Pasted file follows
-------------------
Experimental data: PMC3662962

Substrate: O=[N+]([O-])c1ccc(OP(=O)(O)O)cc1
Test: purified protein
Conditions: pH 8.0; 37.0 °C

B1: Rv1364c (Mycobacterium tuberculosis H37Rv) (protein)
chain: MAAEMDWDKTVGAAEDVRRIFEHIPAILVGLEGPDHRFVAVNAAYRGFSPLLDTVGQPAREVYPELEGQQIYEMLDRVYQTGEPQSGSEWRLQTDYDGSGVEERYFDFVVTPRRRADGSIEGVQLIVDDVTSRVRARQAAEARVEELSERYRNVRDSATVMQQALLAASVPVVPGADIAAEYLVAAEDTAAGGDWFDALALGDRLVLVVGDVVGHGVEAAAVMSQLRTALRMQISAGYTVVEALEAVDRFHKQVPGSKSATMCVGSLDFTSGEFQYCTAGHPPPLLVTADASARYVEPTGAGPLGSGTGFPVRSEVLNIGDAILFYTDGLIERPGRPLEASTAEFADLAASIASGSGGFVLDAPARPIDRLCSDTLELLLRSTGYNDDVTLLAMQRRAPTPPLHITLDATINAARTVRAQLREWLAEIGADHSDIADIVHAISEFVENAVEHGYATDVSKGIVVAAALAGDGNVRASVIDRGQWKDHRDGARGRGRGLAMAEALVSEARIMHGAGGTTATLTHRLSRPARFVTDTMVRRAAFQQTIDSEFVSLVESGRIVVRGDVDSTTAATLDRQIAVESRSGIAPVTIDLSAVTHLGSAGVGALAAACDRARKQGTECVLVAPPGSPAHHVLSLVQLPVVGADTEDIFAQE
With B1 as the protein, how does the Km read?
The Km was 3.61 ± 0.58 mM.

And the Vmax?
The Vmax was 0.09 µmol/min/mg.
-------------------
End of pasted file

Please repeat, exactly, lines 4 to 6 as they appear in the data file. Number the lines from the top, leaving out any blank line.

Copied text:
Conditions: pH 8.0; 37.0 °C

B1: Rv1364c (Mycobacterium tuberculosis H37Rv) (protein)
chain: MAAEMDWDKTVGAAEDVRRIFEHIPAILVGLEGPDHRFVAVNAAYRGFSPLLDTVGQPAREVYPELEGQQIYEMLDRVYQTGEPQSGSEWRLQTDYDGSGVEERYFDFVVTPRRRADGSIEGVQLIVDDVTSRVRARQAAEARVEELSERYRNVRDSATVMQQALLAASVPVVPGADIAAEYLVAAEDTAAGGDWFDALALGDRLVLVVGDVVGHGVEAAAVMSQLRTALRMQISAGYTVVEALEAVDRFHKQVPGSKSATMCVGSLDFTSGEFQYCTAGHPPPLLVTADASARYVEPTGAGPLGSGTGFPVRSEVLNIGDAILFYTDGLIERPGRPLEASTAEFADLAASIASGSGGFVLDAPARPIDRLCSDTLELLLRSTGYNDDVTLLAMQRRAPTPPLHITLDATINAARTVRAQLREWLAEIGADHSDIADIVHAISEFVENAVEHGYATDVSKGIVVAAALAGDGNVRASVIDRGQWKDHRDGARGRGRGLAMAEALVSEARIMHGAGGTTATLTHRLSRPARFVTDTMVRRAAFQQTIDSEFVSLVESGRIVVRGDVDSTTAATLDRQIAVESRSGIAPVTIDLSAVTHLGSAGVGALAAACDRARKQGTECVLVAPPGSPAHHVLSLVQLPVVGADTEDIFAQE